The Shelter Pet Project already had a strong-performing ad. The ad’s star, Jules the dog, earned the PSA a 6.8 out of 10 for overall effectiveness, which ranks in the top 40 percent of Nielsen-tested ads. But there was room to improve. Using consumer neuroscience, Nielsen graphed how people’s brains responded to the ad to help the creative team identify, second-by-second, which scenes did and didn’t resonate.
Using a combination of electroencephalograph (EEG) and eye-tracking measurements to determine the impact the ads had on viewers, the team effectively quantified the power of the pooch. It did so by confirming previous facial processing research claiming that showing that faces on screen—including dogs’—boosts viewers’ emotional engagement. But when Jules was off screen, attention and emotional levels dropped. They also determined that showing Jules, the logo and the website URL at the end of the ad competed for viewers’ attention —causing confusion. So the team needed to eliminate that confusion and refocus the audience on the PSA’s final call to action.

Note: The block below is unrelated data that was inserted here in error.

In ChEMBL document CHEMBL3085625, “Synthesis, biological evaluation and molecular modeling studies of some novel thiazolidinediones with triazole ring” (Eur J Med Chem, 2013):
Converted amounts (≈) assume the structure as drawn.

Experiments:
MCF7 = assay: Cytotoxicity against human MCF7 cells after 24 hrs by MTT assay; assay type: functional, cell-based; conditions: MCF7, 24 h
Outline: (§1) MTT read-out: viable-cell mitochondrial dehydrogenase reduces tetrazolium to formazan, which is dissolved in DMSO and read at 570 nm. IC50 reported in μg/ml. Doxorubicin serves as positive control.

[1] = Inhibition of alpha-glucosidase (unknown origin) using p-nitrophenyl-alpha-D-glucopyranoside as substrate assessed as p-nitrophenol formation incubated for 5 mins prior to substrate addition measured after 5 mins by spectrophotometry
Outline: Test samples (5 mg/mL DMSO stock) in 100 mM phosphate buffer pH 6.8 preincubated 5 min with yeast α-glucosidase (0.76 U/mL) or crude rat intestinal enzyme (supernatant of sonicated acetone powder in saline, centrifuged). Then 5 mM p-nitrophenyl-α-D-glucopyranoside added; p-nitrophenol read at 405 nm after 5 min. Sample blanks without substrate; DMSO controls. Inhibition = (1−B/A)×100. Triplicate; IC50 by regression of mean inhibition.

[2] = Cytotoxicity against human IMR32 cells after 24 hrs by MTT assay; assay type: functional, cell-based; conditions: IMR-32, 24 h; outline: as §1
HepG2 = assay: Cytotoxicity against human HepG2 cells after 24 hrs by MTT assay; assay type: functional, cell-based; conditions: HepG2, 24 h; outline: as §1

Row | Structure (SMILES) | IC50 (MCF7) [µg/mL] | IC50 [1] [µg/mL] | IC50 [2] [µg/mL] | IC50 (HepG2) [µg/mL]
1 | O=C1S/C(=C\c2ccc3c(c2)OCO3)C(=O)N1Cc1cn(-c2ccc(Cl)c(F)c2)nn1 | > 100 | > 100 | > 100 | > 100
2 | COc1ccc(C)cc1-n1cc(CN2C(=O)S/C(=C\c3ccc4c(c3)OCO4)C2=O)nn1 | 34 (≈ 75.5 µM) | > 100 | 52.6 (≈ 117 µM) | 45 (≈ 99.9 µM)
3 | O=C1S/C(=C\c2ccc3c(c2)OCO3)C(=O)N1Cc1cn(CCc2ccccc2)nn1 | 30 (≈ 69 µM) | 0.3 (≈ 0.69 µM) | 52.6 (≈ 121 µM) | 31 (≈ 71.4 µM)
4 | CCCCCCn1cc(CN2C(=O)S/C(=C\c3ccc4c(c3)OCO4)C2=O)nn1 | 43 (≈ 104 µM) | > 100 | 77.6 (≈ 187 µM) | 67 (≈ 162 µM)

To capitalize on the findings, the team re-edited the PSA to shorten Jules’s off-screen moments and sharpen the ending. When the team tested the re-edited PSA, viewers were found to be more consistently engaged. The updated ad also held viewers’ attention better and could be recalled more clearly than the earlier version.
In the first three months after the February PSA launch, traffic to ShelterPetProject.org increased 133 percent, and the average monthly traffic increased from 74,000 to 174,000 visitors—a change that may have real life or death implications for shelter pets. By keeping the powerful presence of Jules and clarifying the main message and call to action, The Shelter Pet Project improved its ad while preserving the storyline.
- Humans connect to each other
- Emotion can distract.
- Finding the right balance between emotion and call-to-action is essential to drive desired results.
—and dogs—at a base level when they see faces.